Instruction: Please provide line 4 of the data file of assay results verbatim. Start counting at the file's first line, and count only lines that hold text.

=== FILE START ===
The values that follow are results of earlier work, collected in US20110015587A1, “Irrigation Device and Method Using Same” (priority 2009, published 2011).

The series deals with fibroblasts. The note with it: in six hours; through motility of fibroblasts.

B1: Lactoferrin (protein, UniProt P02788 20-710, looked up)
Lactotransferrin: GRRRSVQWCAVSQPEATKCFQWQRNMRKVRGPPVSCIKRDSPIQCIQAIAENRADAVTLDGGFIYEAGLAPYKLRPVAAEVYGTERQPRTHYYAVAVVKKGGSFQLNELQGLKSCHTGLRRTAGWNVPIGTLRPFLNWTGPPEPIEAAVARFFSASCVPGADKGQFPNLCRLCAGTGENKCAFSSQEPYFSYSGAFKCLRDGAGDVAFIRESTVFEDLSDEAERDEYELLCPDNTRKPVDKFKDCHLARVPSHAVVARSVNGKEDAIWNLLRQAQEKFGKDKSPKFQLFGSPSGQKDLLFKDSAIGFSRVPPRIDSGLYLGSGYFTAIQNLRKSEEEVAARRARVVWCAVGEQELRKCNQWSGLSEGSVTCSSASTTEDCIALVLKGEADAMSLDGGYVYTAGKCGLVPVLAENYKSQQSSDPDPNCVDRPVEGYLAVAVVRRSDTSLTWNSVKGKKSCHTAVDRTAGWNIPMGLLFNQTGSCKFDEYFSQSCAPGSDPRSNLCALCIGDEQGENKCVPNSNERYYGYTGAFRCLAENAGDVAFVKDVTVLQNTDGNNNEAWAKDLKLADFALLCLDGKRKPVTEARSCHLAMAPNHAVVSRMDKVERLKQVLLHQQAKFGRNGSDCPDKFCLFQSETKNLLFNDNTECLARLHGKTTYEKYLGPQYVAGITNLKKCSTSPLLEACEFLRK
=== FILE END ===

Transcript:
Lactotransferrin: GRRRSVQWCAVSQPEATKCFQWQRNMRKVRGPPVSCIKRDSPIQCIQAIAENRADAVTLDGGFIYEAGLAPYKLRPVAAEVYGTERQPRTHYYAVAVVKKGGSFQLNELQGLKSCHTGLRRTAGWNVPIGTLRPFLNWTGPPEPIEAAVARFFSASCVPGADKGQFPNLCRLCAGTGENKCAFSSQEPYFSYSGAFKCLRDGAGDVAFIRESTVFEDLSDEAERDEYELLCPDNTRKPVDKFKDCHLARVPSHAVVARSVNGKEDAIWNLLRQAQEKFGKDKSPKFQLFGSPSGQKDLLFKDSAIGFSRVPPRIDSGLYLGSGYFTAIQNLRKSEEEVAARRARVVWCAVGEQELRKCNQWSGLSEGSVTCSSASTTEDCIALVLKGEADAMSLDGGYVYTAGKCGLVPVLAENYKSQQSSDPDPNCVDRPVEGYLAVAVVRRSDTSLTWNSVKGKKSCHTAVDRTAGWNIPMGLLFNQTGSCKFDEYFSQSCAPGSDPRSNLCALCIGDEQGENKCVPNSNERYYGYTGAFRCLAENAGDVAFVKDVTVLQNTDGNNNEAWAKDLKLADFALLCLDGKRKPVTEARSCHLAMAPNHAVVSRMDKVERLKQVLLHQQAKFGRNGSDCPDKFCLFQSETKNLLFNDNTECLARLHGKTTYEKYLGPQYVAGITNLKKCSTSPLLEACEFLRK